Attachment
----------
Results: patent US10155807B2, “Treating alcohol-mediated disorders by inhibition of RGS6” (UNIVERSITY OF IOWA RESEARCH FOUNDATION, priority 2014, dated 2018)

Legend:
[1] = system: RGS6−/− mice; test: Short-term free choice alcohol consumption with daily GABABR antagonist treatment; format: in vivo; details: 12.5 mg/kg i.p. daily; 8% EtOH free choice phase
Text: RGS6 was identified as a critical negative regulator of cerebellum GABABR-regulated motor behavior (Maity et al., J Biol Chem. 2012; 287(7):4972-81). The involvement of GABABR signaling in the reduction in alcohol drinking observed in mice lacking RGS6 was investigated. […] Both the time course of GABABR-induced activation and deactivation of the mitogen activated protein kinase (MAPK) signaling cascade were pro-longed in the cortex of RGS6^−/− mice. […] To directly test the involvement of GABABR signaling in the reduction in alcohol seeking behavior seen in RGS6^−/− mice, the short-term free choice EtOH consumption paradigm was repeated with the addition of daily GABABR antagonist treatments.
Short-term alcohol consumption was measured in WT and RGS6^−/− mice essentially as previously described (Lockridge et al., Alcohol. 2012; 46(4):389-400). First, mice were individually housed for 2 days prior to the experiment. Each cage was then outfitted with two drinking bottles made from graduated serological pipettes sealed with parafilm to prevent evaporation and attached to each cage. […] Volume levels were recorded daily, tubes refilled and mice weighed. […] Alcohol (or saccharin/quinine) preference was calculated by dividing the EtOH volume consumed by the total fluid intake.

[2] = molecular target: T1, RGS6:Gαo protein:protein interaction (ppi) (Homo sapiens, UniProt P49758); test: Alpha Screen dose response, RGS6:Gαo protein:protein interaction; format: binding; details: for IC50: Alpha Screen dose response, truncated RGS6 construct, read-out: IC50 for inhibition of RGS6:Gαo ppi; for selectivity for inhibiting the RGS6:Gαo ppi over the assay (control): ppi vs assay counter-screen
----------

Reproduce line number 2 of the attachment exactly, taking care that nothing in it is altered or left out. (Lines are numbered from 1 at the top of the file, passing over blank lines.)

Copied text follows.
Legend: